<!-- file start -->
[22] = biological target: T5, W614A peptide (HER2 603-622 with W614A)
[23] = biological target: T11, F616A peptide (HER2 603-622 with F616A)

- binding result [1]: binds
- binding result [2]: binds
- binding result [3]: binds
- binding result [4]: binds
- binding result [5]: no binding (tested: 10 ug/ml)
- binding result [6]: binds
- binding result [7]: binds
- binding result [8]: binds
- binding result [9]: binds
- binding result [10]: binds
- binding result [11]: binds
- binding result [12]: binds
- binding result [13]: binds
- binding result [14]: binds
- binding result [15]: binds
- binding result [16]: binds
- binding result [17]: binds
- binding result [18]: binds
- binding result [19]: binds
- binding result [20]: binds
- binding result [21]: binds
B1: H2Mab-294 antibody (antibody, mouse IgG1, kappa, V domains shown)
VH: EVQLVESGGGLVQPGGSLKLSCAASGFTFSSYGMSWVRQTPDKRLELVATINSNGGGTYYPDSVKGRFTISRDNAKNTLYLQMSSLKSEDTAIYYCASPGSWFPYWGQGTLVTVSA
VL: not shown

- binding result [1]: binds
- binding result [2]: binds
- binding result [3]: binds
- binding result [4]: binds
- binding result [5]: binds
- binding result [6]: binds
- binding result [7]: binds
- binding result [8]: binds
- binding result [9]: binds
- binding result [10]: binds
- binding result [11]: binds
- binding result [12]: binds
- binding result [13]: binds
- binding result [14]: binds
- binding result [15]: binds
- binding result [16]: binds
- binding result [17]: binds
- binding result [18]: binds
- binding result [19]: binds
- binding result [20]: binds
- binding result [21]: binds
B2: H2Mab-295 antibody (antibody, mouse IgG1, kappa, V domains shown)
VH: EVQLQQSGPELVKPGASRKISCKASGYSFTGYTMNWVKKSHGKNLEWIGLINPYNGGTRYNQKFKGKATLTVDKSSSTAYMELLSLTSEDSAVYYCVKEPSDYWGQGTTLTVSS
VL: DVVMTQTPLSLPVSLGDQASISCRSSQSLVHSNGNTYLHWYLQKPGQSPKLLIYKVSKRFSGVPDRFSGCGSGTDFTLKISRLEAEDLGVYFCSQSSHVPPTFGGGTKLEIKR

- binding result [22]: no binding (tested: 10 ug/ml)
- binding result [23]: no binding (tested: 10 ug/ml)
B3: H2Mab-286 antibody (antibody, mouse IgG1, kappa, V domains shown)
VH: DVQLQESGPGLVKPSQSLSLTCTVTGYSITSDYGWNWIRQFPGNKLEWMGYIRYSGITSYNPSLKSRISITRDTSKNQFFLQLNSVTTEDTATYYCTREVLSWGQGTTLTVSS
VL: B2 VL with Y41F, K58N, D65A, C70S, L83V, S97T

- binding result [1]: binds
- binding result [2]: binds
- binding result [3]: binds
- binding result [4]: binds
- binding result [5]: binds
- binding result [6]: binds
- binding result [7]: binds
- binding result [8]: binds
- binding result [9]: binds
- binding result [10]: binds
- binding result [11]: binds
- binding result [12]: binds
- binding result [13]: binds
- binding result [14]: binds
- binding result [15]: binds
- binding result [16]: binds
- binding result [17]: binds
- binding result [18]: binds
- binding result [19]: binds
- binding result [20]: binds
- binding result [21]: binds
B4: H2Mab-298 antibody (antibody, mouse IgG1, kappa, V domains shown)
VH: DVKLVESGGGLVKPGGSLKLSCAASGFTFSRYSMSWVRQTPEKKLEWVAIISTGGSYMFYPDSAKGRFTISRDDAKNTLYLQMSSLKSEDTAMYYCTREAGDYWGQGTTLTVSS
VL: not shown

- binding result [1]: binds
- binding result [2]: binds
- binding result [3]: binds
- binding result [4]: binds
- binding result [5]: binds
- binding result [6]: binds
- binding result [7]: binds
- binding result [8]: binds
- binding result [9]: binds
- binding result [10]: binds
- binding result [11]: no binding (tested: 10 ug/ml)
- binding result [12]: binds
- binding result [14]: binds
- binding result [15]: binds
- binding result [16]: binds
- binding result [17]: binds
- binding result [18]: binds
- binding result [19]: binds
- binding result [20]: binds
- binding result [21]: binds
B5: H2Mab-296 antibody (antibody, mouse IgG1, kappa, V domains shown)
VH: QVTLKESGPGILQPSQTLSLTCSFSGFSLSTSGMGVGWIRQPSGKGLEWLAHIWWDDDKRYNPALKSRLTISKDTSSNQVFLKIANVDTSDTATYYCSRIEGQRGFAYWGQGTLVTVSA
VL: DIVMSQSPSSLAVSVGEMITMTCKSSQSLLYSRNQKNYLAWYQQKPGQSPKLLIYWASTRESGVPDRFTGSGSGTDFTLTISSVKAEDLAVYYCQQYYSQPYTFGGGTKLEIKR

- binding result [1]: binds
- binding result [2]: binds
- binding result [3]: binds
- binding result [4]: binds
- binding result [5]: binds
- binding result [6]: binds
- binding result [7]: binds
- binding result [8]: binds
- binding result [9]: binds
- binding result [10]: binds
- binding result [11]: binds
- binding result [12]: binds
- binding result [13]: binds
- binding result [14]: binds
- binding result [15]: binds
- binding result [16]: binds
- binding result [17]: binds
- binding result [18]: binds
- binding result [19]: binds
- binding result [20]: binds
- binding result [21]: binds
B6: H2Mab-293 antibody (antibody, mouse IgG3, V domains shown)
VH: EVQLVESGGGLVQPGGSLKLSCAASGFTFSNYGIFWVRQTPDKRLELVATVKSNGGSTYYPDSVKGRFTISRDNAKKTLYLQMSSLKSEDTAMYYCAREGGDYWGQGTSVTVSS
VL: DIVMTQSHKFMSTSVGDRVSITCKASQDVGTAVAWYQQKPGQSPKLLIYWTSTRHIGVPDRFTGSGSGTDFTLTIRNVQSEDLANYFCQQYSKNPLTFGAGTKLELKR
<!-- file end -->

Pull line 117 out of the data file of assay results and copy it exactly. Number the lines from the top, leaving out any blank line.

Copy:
- binding result [15]: binds